The genetics behind what causes a goat to be polled or blue-eyed is one of the most misunderstood phenomena in the goat world. It starts with a simple misunderstanding of what dominant and recessive mean when we’re talking about genes. A lot of people think that recessive equals rare, and that dominant means that if a goat has the gene, their kids will have it. In other words, they think that 100% of offspring will have a dominant trait. Those definitions are incorrect, but that explains why some people say that blue eyes and polled genes are recessive. They are, in fact, dominant in goats. Here is the definition of dominant, according to MedicineNet.com:
Dominant — A genetic trait is considered dominant if it is expressed in a person who has only one copy of that gene. A dominant trait is opposed to a recessive trait which is expressed only when two copies of the gene are present.
In other words, if a goat has a dominant gene, that gene will be expressed. So, if a goat has a gene for polled or blue eyes, that goat will be polled or blue-eyed. A goat cannot be a carrier of a dominant gene if it does not express that gene. So, if you see an ad for a horned or disbudded goat that “carries” the polled gene, the seller is either misinformed or dishonest.
Horns and brown eyes are recessive
I don’t normally say “never,” but … Two brown-eyed goats will not have blue-eyed kids. Two horned goats will not have a polled kid. Once in awhile you will hear that two disbudded goats had a polled offspring, but it’s pretty well accepted that when that happens, it points to human error. If one of the grandparents is not polled, it could mean that the breeding records are incorrect, and a polled buck bred the doe. But if one of the grandparents is polled, it means that the person who disbudded one of those parents made a mistake.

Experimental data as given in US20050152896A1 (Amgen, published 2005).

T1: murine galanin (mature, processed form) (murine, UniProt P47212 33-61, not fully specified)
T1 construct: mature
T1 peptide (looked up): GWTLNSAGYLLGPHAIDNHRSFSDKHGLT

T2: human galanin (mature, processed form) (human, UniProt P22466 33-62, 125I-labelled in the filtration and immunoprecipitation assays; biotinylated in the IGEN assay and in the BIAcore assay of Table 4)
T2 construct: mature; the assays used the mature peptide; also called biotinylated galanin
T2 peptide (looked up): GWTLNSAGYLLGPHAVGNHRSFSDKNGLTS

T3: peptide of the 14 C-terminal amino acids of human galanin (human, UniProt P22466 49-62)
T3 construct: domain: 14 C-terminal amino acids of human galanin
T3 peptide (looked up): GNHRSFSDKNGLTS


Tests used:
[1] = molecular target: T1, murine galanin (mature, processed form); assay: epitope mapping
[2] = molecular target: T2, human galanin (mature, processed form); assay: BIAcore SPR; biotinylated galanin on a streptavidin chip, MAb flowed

If you raise polled goats, you know that some kids can keep you guessing about their horned status for a week or two — sometimes even three or four weeks with does. Bucks are pretty easy because if they’re horned, you can normally feel the horn buds at birth. We have only had one horned buckling whose horn buds were not obvious at birth. I don’t think we have ever accidentally disbudded a polled goat, but it’s easy to see how someone could do that, especially when they’re new.
On the flip side, because horns and brown eyes are recessive, there is a 25% chance of having a brown-eyed kid from two blue-eyed parents. There is also a 25% chance of having a horned kid from two polled parents. This is assuming that the parents are heterozygous. If one of the parents is homozygous for one of those traits, then all of their offspring will have that trait.
Homozygous and heterozygous
The reason that only 50% of kids from a polled parent will be polled is because most (if not all) polled goats in North America are heterozygous. A heterozygous polled goat has only one polled gene because it had one polled parent and one horned parent. (You could also get a heterozygous polled goat from two heterozygous parents. See blue-eyed chart below and substitute “polled” for “blue eyes.”) A homozygous polled goat could have two polled genes because it had two polled parents. The same is true for blue eyes.
Each parent will give each kid one gene for eye color and horn status. Let’s use eye color in this example. If a parent has brown eyes, then it has two brown eyed genes, and it can only give each kid a gene for brown eyes. If a parent has blue eyes, and it had one brown eyed parent and one blue-eyed parent, then it is heterozygous for blue eyes. It can give its offspring either a blue-eyed or a brown-eyed gene, and each one happens about 50% of the time.
If one of the parents is homozygous for blue eyes, that means that it has two copies of the blue-eyed gene. It received a blue-eyed gene from each of its parents. Because blue eyes are dominant, and because this goat can only give its kids a gene for blue eyes, then 100% of its kids will have blue eyes.